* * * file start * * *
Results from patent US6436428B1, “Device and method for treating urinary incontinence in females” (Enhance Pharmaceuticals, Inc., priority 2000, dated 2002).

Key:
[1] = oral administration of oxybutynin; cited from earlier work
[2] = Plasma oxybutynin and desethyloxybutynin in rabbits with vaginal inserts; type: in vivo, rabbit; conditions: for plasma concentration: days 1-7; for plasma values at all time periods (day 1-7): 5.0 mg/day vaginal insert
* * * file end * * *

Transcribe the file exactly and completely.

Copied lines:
Results from patent US6436428B1, “Device and method for treating urinary incontinence in females” (Enhance Pharmaceuticals, Inc., priority 2000, dated 2002).

Key:
[1] = oral administration of oxybutynin; cited from earlier work
[2] = Plasma oxybutynin and desethyloxybutynin in rabbits with vaginal inserts; type: in vivo, rabbit; conditions: for plasma concentration: days 1-7; for plasma values at all time periods (day 1-7): 5.0 mg/day vaginal insert